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Koala: Phascolarctidae


Koalas have strong food preferences. They eat the leaves of about 30 of the 650 species of eucalyptus trees that grow in Australia. Eucalyptus leaves are not an ideal food. They are low in nutrients, hard to digest, and contain toxins (poisons).

In order to digest these leaves, koalas have evolved certain adaptations. They avoid the most poisonous species of eucalypts, and their liver is capable of detoxifying, or making harmless, some of the harmful chemicals in the leaves. They have strong grinding teeth (molars and pre-molars) that grind the tough leaves into a paste. Finally, they have an enormously long cecum (SEE-kum) in which the leaves are digested. The cecum is part of the digestive system. It is a type of sac located where the large and small intestine meet. In the koala, the cecum can be more than 75 inches (2 meters) long. The cecum contains bacteria that help break down the eucalyptus leaves. Koalas get most of the water they need from their diet. However, when fresh water is available, they will drink.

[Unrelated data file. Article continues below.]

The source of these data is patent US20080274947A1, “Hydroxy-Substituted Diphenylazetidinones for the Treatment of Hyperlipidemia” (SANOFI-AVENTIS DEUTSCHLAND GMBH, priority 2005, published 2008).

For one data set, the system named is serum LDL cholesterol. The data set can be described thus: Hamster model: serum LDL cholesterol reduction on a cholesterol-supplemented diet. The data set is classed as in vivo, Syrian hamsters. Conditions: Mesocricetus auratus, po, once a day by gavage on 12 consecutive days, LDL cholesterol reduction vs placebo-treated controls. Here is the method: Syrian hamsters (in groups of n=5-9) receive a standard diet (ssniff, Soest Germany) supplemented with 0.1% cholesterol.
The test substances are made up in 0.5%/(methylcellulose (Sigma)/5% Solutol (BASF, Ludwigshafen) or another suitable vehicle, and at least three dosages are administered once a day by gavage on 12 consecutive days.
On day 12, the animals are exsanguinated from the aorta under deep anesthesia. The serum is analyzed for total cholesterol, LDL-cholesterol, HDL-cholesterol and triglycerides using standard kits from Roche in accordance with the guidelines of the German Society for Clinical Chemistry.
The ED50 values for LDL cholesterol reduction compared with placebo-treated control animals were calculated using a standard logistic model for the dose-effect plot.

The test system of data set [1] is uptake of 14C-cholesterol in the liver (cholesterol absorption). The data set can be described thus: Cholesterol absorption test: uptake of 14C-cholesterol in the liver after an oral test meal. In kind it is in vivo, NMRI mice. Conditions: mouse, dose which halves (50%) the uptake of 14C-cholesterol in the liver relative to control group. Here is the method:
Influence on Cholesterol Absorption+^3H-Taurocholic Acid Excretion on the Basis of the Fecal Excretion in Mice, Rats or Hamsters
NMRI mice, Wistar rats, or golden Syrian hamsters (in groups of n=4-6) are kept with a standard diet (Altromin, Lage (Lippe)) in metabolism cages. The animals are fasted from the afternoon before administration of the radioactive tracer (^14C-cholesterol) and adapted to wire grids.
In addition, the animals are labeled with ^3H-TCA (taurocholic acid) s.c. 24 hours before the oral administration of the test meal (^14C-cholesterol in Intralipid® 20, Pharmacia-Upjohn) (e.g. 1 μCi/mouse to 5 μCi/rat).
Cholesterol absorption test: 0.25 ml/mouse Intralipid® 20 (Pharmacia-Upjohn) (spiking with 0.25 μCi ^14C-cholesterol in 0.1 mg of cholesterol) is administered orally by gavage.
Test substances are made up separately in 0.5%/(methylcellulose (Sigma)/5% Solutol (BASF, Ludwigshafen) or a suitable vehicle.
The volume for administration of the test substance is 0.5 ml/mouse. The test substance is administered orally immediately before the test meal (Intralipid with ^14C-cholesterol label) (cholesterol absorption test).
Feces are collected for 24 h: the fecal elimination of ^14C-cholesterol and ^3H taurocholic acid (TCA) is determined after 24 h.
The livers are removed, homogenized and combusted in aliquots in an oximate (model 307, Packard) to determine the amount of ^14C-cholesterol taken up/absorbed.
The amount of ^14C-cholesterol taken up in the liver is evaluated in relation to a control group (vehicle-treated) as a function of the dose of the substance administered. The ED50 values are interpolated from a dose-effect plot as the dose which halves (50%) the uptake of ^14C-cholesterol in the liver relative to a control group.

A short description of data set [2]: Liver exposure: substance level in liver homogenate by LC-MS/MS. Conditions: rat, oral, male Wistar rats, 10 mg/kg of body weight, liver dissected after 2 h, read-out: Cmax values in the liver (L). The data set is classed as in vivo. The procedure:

Because of their teddy bear look, koalas are sometimes called koala bears. They are not, of course bears. They are not even closely related to bears. In fact, their closest living relative is the wombat, a stocky, burrowing marsupial.

Additional topics

Animal Life ResourceMammalsKoala: Phascolarctidae - Physical Characteristics, Diet, Behavior And Reproduction, Conservation Status - GEOGRAPHIC RANGE, HABITAT, KOALAS AND PEOPLE